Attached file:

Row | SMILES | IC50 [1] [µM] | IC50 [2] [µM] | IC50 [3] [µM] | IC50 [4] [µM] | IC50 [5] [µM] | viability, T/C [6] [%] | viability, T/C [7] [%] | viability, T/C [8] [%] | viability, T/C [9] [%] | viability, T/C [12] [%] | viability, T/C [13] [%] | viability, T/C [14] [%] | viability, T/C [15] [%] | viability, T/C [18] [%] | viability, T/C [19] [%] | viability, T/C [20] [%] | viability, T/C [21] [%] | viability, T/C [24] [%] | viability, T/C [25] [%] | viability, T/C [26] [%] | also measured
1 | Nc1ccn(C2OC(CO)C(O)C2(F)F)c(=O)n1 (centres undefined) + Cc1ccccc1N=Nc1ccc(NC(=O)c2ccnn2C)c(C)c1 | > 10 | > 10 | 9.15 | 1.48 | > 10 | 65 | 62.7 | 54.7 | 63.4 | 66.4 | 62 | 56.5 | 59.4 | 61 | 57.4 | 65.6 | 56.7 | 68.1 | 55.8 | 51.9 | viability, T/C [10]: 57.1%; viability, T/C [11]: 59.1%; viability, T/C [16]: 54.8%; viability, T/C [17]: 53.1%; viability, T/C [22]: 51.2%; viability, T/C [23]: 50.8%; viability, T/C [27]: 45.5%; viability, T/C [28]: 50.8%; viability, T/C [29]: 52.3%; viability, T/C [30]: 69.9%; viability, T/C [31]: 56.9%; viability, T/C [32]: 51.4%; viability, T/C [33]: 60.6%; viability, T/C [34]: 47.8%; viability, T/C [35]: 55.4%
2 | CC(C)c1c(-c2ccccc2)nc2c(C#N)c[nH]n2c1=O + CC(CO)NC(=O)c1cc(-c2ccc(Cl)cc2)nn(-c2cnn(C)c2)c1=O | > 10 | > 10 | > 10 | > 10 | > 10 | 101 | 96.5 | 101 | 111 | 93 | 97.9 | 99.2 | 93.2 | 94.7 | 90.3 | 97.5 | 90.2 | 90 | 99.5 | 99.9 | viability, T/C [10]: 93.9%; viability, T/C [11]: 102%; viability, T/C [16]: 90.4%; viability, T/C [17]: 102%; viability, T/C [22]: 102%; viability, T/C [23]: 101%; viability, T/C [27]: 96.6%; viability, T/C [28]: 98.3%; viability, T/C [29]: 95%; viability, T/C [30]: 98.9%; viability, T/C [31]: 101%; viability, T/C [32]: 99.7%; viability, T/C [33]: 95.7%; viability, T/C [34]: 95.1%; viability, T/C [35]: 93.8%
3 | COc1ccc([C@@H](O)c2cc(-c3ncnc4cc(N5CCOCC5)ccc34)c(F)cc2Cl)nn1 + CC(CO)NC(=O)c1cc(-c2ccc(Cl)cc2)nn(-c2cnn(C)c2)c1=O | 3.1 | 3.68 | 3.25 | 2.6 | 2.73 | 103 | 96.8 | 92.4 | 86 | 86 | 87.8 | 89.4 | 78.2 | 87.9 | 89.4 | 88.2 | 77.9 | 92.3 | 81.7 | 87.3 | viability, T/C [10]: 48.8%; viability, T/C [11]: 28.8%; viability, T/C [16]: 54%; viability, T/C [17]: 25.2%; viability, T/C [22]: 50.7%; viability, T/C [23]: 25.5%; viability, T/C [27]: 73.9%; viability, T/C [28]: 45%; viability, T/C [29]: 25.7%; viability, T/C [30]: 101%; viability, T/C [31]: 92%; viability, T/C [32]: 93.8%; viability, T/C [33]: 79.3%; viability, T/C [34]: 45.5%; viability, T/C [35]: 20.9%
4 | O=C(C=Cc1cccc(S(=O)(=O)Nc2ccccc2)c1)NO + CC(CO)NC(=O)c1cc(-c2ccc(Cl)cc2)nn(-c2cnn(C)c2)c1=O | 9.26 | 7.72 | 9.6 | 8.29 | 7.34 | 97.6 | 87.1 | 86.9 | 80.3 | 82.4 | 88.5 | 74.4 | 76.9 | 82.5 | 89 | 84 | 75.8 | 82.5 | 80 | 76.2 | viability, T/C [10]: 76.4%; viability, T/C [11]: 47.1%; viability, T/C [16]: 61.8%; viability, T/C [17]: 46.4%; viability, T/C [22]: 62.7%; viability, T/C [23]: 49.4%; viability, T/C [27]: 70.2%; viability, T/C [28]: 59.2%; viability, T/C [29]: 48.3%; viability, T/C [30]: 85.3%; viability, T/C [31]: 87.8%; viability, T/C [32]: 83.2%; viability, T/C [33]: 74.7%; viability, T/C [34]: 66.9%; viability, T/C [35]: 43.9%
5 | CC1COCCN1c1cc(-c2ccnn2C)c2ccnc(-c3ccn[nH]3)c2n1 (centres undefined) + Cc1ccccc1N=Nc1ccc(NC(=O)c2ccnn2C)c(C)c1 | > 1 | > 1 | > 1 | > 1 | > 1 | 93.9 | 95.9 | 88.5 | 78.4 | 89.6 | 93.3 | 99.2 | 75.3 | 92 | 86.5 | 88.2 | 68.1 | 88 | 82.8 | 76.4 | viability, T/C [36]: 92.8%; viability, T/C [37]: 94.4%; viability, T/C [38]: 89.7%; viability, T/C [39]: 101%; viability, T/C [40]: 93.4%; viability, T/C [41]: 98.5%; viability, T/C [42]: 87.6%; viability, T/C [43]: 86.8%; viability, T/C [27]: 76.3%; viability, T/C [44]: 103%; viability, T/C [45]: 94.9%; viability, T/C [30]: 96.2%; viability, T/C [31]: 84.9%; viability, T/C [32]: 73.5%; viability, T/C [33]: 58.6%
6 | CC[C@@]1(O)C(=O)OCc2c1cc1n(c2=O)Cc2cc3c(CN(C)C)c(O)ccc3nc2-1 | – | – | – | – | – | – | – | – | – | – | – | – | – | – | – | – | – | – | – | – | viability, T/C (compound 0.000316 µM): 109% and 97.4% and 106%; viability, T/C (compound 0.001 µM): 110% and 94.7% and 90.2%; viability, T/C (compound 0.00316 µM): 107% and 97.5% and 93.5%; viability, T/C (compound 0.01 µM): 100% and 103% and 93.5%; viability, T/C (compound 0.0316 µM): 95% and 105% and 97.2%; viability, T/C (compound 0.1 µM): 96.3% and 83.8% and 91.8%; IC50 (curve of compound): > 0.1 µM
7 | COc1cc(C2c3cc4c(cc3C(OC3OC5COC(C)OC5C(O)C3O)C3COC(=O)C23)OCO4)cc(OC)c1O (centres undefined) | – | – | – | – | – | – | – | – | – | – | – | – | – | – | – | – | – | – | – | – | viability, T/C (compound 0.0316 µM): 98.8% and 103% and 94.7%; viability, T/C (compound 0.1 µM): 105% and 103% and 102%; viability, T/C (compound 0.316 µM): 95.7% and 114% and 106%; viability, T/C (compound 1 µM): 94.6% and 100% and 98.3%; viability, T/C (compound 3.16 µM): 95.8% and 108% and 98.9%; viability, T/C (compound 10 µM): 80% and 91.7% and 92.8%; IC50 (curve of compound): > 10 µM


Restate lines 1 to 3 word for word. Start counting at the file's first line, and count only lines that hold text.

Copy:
Row | SMILES | IC50 [1] [µM] | IC50 [2] [µM] | IC50 [3] [µM] | IC50 [4] [µM] | IC50 [5] [µM] | viability, T/C [6] [%] | viability, T/C [7] [%] | viability, T/C [8] [%] | viability, T/C [9] [%] | viability, T/C [12] [%] | viability, T/C [13] [%] | viability, T/C [14] [%] | viability, T/C [15] [%] | viability, T/C [18] [%] | viability, T/C [19] [%] | viability, T/C [20] [%] | viability, T/C [21] [%] | viability, T/C [24] [%] | viability, T/C [25] [%] | viability, T/C [26] [%] | also measured
1 | Nc1ccn(C2OC(CO)C(O)C2(F)F)c(=O)n1 (centres undefined) + Cc1ccccc1N=Nc1ccc(NC(=O)c2ccnn2C)c(C)c1 | > 10 | > 10 | 9.15 | 1.48 | > 10 | 65 | 62.7 | 54.7 | 63.4 | 66.4 | 62 | 56.5 | 59.4 | 61 | 57.4 | 65.6 | 56.7 | 68.1 | 55.8 | 51.9 | viability, T/C [10]: 57.1%; viability, T/C [11]: 59.1%; viability, T/C [16]: 54.8%; viability, T/C [17]: 53.1%; viability, T/C [22]: 51.2%; viability, T/C [23]: 50.8%; viability, T/C [27]: 45.5%; viability, T/C [28]: 50.8%; viability, T/C [29]: 52.3%; viability, T/C [30]: 69.9%; viability, T/C [31]: 56.9%; viability, T/C [32]: 51.4%; viability, T/C [33]: 60.6%; viability, T/C [34]: 47.8%; viability, T/C [35]: 55.4%
2 | CC(C)c1c(-c2ccccc2)nc2c(C#N)c[nH]n2c1=O + CC(CO)NC(=O)c1cc(-c2ccc(Cl)cc2)nn(-c2cnn(C)c2)c1=O | > 10 | > 10 | > 10 | > 10 | > 10 | 101 | 96.5 | 101 | 111 | 93 | 97.9 | 99.2 | 93.2 | 94.7 | 90.3 | 97.5 | 90.2 | 90 | 99.5 | 99.9 | viability, T/C [10]: 93.9%; viability, T/C [11]: 102%; viability, T/C [16]: 90.4%; viability, T/C [17]: 102%; viability, T/C [22]: 102%; viability, T/C [23]: 101%; viability, T/C [27]: 96.6%; viability, T/C [28]: 98.3%; viability, T/C [29]: 95%; viability, T/C [30]: 98.9%; viability, T/C [31]: 101%; viability, T/C [32]: 99.7%; viability, T/C [33]: 95.7%; viability, T/C [34]: 95.1%; viability, T/C [35]: 93.8%